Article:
Centenary of the Archdiocese of Orthodox Churches of Russian Tradition in Western Europe

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Holy Trinity parish Crypt of the cathedral

The beginning of the French community of the Crypt can be dated to 1964, when the Archbishop Georges (Tarassov), ordained Father Peter Struve (1924-1968) to be its first priest, and from that moment on the celebration of services became regular. Pieter Struve, born in 1924 into a family of Russian emigrants, was involved in the life of the Church from an early age, especially through the youth movement ACER (Action Chrétienne des Étudiants Russes). He had many friends in this movement who shared the same desire to have a place where one could worship in French. Nevertheless, the French community in the Crypt has a prehistory. Certainly, after the Second World War, from the mid-fifties onwards, there were occasional services in French at the Crypt. The person who played a key role in the change was the theologian Paul Evdokimov, who was very much in favour of a French orthodoxy. This seemed to him a necessity for all the Orthodox of Western origin and all those of Russian origin who, in increasing numbers, had lost the use of their language. Archbishop Georges, who succeeded Metropolitan Vladimir in 1960, encouraged the holding of services in French at the Crypt by allowing certain itinerant priests to celebrate more or less regularly and he saw in Pieter Struve the right person to found a French parish. After his ordination, he appointed him as the first priest to serve the altar of the Crypt dedicated to the Holy Trinity. The first celebration took place in 1964, shortly before Lent.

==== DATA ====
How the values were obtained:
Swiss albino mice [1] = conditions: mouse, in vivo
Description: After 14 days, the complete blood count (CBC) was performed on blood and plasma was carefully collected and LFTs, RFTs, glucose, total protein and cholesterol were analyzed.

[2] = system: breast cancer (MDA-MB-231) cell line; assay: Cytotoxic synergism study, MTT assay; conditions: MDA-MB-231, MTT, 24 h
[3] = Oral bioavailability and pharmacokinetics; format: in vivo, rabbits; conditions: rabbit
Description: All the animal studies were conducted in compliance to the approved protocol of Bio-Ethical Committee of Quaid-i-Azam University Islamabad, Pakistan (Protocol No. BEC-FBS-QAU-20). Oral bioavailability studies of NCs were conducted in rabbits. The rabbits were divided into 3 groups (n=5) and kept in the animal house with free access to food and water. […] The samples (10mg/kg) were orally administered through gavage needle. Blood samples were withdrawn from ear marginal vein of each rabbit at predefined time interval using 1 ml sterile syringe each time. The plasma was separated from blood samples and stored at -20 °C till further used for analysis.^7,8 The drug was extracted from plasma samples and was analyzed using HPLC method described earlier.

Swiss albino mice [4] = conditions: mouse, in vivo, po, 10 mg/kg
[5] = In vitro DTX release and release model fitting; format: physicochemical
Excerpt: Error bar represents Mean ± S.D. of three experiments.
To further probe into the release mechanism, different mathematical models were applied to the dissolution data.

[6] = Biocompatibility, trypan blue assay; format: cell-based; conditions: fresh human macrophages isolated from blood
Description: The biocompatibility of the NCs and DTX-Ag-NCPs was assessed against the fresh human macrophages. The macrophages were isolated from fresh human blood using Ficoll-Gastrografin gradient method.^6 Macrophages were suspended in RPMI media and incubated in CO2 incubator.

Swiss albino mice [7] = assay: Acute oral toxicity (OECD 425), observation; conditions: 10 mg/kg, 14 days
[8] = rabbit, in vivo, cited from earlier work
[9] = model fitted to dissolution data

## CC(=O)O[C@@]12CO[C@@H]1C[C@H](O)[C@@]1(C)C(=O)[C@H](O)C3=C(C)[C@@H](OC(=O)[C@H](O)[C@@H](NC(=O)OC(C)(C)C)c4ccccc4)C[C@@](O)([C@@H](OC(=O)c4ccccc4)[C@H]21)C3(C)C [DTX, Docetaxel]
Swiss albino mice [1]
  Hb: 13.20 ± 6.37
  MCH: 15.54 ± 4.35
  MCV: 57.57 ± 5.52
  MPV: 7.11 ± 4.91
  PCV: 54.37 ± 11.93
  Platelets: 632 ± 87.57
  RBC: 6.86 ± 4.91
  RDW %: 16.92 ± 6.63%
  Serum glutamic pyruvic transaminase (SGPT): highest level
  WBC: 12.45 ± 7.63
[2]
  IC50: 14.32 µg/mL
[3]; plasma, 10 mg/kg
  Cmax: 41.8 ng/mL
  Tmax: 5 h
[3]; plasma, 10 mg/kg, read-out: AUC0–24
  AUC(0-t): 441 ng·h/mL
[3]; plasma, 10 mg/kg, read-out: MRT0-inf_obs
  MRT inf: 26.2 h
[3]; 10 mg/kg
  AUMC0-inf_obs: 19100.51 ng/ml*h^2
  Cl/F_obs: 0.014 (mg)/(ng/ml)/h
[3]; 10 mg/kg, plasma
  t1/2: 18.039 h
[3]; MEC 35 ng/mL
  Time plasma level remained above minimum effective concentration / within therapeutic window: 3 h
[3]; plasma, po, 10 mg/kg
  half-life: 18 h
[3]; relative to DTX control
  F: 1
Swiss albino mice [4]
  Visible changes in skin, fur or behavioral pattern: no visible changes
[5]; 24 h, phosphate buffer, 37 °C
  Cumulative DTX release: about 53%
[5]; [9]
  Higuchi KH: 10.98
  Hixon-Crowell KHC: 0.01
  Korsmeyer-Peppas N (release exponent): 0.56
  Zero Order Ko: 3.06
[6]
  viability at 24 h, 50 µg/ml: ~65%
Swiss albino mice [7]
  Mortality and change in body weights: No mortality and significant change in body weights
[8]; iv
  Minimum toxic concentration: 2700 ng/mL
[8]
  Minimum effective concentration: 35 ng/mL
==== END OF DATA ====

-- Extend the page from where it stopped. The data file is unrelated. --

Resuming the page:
At the same time as he ordained Fr. Peter Struve, Archbishop Georges appointed Michael Evdokimov, Paul's son, as choirmaster for the Crypt choir. The Crypt community grew rapidly in number. The initial core was joined by people from different backgrounds attracted by the reputation of the Crypt and the aura of Fr. Peter, who had been made famous by television programmes. To integrate all these newcomers, Fr. Pieter and his wife instituted what is known as "the café", i.e. the possibility, after the liturgy, of meeting in a room made available to the community by the archbishop to have a hot drink and a chat. This custom still exists. Among the small number of faithful at the first liturgies in French at the Crypt were the future deacons and later protodeacons Georges Krjivoblotsky (+ 2007), Joseph Quemeraye and their families: two fine examples of faithful service to the community. Father Deacon Joseph still serves the Crypt with great dedication. We must also mention Hélène Aristoff, a physician by training, who later became the Crypt's psalmist until her death in July 2010. Just as the community was taking off, Fr. Pieter died accidentally on December 3, 1968. The emotion was immense, going far beyond the community. The archbishop, Mgr. Georges, was concerned not to leave this promising community orphaned. He called upon a young priest from the St. Sergius Institute, Fr. Boris Bobrinskoy (1925-2020). When he arrived, Fr. Boris found a shaken and somewhat changing community. But Fr. Boris took up the challenge and continued the work begun by Fr. Peter and, looking back, we can say that he accomplished it. Rector of the Crypt for over forty years, from 1968 to 2009, Fr. Boris was a major player in the development of the community. His reputation as a theologian and pastor attracted many people to the Crypt and to Orthodoxy. From the outset he brought his liturgical skills to the community. He taught them on many occasions, mainly in his catechesis for adults and through various publications. Despite all his other duties as a theologian and teacher, he was a loving and attentive father to the community.